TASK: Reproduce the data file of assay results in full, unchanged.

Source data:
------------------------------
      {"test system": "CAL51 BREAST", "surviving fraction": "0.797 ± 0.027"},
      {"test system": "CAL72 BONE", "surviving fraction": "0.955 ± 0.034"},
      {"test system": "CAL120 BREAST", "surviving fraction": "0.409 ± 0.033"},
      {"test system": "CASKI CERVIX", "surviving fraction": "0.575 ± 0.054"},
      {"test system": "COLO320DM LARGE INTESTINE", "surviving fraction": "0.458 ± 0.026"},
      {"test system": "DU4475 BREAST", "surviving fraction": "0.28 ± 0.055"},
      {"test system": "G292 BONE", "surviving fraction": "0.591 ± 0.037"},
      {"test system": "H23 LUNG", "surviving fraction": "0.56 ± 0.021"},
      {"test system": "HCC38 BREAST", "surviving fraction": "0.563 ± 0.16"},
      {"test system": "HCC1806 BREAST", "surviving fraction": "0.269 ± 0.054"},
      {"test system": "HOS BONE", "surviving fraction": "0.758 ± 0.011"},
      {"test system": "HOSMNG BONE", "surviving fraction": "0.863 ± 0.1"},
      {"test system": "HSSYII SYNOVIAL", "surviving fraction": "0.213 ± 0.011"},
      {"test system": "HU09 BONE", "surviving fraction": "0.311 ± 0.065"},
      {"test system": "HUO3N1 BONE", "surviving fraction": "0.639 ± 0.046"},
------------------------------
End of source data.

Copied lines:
      {"test system": "CAL51 BREAST", "surviving fraction": "0.797 ± 0.027"},
      {"test system": "CAL72 BONE", "surviving fraction": "0.955 ± 0.034"},
      {"test system": "CAL120 BREAST", "surviving fraction": "0.409 ± 0.033"},
      {"test system": "CASKI CERVIX", "surviving fraction": "0.575 ± 0.054"},
      {"test system": "COLO320DM LARGE INTESTINE", "surviving fraction": "0.458 ± 0.026"},
      {"test system": "DU4475 BREAST", "surviving fraction": "0.28 ± 0.055"},
      {"test system": "G292 BONE", "surviving fraction": "0.591 ± 0.037"},
      {"test system": "H23 LUNG", "surviving fraction": "0.56 ± 0.021"},
      {"test system": "HCC38 BREAST", "surviving fraction": "0.563 ± 0.16"},
      {"test system": "HCC1806 BREAST", "surviving fraction": "0.269 ± 0.054"},
      {"test system": "HOS BONE", "surviving fraction": "0.758 ± 0.011"},
      {"test system": "HOSMNG BONE", "surviving fraction": "0.863 ± 0.1"},
      {"test system": "HSSYII SYNOVIAL", "surviving fraction": "0.213 ± 0.011"},
      {"test system": "HU09 BONE", "surviving fraction": "0.311 ± 0.065"},
      {"test system": "HUO3N1 BONE", "surviving fraction": "0.639 ± 0.046"},